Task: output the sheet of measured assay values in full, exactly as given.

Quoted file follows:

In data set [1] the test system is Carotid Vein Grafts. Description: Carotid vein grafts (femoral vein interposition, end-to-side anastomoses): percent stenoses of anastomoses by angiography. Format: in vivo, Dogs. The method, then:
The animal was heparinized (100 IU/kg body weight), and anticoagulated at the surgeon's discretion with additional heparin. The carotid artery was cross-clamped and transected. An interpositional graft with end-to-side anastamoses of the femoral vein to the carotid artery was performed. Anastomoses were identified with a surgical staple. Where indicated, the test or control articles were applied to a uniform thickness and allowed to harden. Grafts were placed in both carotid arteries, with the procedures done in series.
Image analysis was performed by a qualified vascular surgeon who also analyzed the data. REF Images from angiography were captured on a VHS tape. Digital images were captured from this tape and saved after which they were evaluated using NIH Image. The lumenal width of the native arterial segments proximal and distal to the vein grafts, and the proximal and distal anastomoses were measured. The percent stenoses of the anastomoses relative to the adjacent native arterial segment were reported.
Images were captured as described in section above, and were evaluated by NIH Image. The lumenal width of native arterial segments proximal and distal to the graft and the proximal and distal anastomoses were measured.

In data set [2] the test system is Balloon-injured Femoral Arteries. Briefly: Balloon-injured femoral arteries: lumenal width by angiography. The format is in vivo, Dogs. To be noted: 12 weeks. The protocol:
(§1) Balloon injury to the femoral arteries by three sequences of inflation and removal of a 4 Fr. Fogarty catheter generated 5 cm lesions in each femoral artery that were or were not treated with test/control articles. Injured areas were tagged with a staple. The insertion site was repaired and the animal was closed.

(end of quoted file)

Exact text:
In data set [1] the test system is Carotid Vein Grafts. Description: Carotid vein grafts (femoral vein interposition, end-to-side anastomoses): percent stenoses of anastomoses by angiography. Format: in vivo, Dogs. The method, then:
The animal was heparinized (100 IU/kg body weight), and anticoagulated at the surgeon's discretion with additional heparin. The carotid artery was cross-clamped and transected. An interpositional graft with end-to-side anastamoses of the femoral vein to the carotid artery was performed. Anastomoses were identified with a surgical staple. Where indicated, the test or control articles were applied to a uniform thickness and allowed to harden. Grafts were placed in both carotid arteries, with the procedures done in series.
Image analysis was performed by a qualified vascular surgeon who also analyzed the data. REF Images from angiography were captured on a VHS tape. Digital images were captured from this tape and saved after which they were evaluated using NIH Image. The lumenal width of the native arterial segments proximal and distal to the vein grafts, and the proximal and distal anastomoses were measured. The percent stenoses of the anastomoses relative to the adjacent native arterial segment were reported.
Images were captured as described in section above, and were evaluated by NIH Image. The lumenal width of native arterial segments proximal and distal to the graft and the proximal and distal anastomoses were measured.

In data set [2] the test system is Balloon-injured Femoral Arteries. Briefly: Balloon-injured femoral arteries: lumenal width by angiography. The format is in vivo, Dogs. To be noted: 12 weeks. The protocol:
(§1) Balloon injury to the femoral arteries by three sequences of inflation and removal of a 4 Fr. Fogarty catheter generated 5 cm lesions in each femoral artery that were or were not treated with test/control articles. Injured areas were tagged with a staple. The insertion site was repaired and the animal was closed.